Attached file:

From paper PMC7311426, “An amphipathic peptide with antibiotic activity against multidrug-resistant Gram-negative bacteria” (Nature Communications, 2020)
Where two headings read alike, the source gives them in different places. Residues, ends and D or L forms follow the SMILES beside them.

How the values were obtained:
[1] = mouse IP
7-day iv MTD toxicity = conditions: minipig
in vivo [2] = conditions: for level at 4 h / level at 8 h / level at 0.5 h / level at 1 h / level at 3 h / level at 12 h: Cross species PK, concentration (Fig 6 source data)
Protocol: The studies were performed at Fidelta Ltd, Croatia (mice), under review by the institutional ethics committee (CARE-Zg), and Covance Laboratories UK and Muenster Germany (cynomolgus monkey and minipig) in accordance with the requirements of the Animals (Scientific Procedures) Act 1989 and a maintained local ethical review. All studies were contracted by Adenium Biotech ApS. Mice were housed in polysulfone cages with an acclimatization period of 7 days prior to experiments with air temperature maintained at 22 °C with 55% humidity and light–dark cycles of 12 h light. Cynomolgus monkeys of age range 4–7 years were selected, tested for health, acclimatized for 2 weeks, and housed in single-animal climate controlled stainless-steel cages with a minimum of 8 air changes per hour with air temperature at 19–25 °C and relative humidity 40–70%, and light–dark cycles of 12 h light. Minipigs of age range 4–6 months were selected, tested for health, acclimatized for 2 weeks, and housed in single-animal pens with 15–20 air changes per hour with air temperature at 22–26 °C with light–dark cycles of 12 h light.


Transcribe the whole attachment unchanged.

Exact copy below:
From paper PMC7311426, “An amphipathic peptide with antibiotic activity against multidrug-resistant Gram-negative bacteria” (Nature Communications, 2020)
Where two headings read alike, the source gives them in different places. Residues, ends and D or L forms follow the SMILES beside them.

How the values were obtained:
[1] = mouse IP
7-day iv MTD toxicity = conditions: minipig
in vivo [2] = conditions: for level at 4 h / level at 8 h / level at 0.5 h / level at 1 h / level at 3 h / level at 12 h: Cross species PK, concentration (Fig 6 source data)
Protocol: The studies were performed at Fidelta Ltd, Croatia (mice), under review by the institutional ethics committee (CARE-Zg), and Covance Laboratories UK and Muenster Germany (cynomolgus monkey and minipig) in accordance with the requirements of the Animals (Scientific Procedures) Act 1989 and a maintained local ethical review. All studies were contracted by Adenium Biotech ApS. Mice were housed in polysulfone cages with an acclimatization period of 7 days prior to experiments with air temperature maintained at 22 °C with 55% humidity and light–dark cycles of 12 h light. Cynomolgus monkeys of age range 4–7 years were selected, tested for health, acclimatized for 2 weeks, and housed in single-animal climate controlled stainless-steel cages with a minimum of 8 air changes per hour with air temperature at 19–25 °C and relative humidity 40–70%, and light–dark cycles of 12 h light. Minipigs of age range 4–6 months were selected, tested for health, acclimatized for 2 weeks, and housed in single-animal pens with 15–20 air changes per hour with air temperature at 22–26 °C with light–dark cycles of 12 h light.